In response to Berry’s motion for summary judgment, Barrett argued that, based on the terms of the written contract, Berry was an independent contractor as opposed to a deemed employee, meaning Berry was not entitled to the protection of the exclusive remedy defense. Because Barrett’s argument that Valero did not “provide” Berry coverage has been made for the first time on appeal, this issue is waived. See Wells Fargo Bank, 458 S.W.3d at 916.

Likewise, in response to Elite’s motion for summary judgment, Barrett raised four arguments: (1) Elite did not establish that the written contract to provide coverage was in force and effect at the time the incident occurred; (2) Elite did not establish that the written contract covered the specific time and location of the injury; (3) there was a genuine issue of material fact as to whether Valero qualified as a general contractor; and (4) the written contract described Elite as an independent contractor, which precluded Elite from claiming deemed employee status. Barrett addresses none of these issues on appeal and instead argues that Valero did not “provide” coverage to Elite because “the contracts provide that in the event that Valero does not elect to furnish workers’ compensation insurance, that Berry and Elite agree to furnish the insurance at their expense, as opposed to Valero’s.” Because Barrett’s appellate issue was not properly raised in the summary judgment proceedings at the trial court level, this issue is waived. See Wells Fargo Bank, 458 S.W.3d at 916.

Even assuming that Barrett properly preserved this appellate issue, we have recently held that to “provide” in the context of the Texas Workers’ Compensation Act means “to supply or make available.” Becon, 444 S.W.3d at 834. Therefore, the trial court did not err in granting summary judgment in favor of Elite and Berry. We overrule Barret’s first issue.

III. CERTIFICATE OF MERIT

*4 In his second issue, Barrett argues that the trial court erred in granting Govind’s motion to dismiss.

A. Standard of Review and Applicable Law

“We review a trial court’s ruling on a motion to dismiss a case for failure to comply with Barron, Stark & Swift Consulting Eng’rs, LP v. First Baptist Church, Vidor, 551 S.W.3d 320, 322 (Tex. App.—Beaumont 2018, no pet.). An abuse of discretion occurs when the trial court acts arbitrarily or unreasonably, without reference to guiding rules and principles. See id.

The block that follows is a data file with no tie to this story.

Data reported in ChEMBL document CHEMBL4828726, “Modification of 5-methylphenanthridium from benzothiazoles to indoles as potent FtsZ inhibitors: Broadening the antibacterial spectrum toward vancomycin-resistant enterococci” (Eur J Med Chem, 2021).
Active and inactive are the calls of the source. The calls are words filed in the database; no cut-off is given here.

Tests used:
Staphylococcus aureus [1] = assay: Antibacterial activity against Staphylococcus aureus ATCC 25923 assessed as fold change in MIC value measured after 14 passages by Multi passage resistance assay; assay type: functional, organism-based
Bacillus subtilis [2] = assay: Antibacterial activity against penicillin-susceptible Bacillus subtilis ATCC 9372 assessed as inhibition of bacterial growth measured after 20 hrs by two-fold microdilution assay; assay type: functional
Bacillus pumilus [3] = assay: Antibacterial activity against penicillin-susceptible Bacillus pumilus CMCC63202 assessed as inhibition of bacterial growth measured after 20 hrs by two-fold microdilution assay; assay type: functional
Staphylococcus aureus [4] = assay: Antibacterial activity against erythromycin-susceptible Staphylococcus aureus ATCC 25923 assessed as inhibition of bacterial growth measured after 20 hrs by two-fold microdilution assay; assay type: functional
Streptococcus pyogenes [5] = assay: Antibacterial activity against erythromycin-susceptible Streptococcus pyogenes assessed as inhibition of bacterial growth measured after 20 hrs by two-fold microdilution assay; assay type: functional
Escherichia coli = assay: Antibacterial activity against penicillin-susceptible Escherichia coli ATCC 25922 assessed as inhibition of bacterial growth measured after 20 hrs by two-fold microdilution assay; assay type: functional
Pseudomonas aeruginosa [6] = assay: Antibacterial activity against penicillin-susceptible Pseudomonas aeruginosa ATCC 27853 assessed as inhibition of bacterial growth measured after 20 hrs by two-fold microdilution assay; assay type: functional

In claims against certain licensed or registered professionals, such as a licensed professional engineer and the firm she or he represents, the plaintiff is generally supposed to file a certificate of merit “with the complaint” against said defendant. See Sharp Eng’g v. Luis, 321 S.W.3d 748, 752 (Tex. App.—Houston [14th Dist.] 2010, no pet.).

The contemporaneous filing requirement has an exception that is only available if the plaintiff “both files within ten days of the end of the limitations period and alleges that the late filing prevented the preparation of a certificate of merit.” Crosstex, 430 S.W.3d at 395.

B. Analysis

Barrett’s first amended petition was the first petition to name Govind as a defendant. This petition was filed about sixteen months before the end of the limitations period, meaning Barrett was still subject to the contemporaneous filing requirement. See TEX. CIV. PRAC. & REM. CODE ANN. § 150.002(e).

*5 Therefore, the trial court did not abuse its discretion in granting Govind’s motion to dismiss. We overrule Barrett’s second issue.

IV. CONCLUSION

We affirm the judgment of the trial court.

End of Document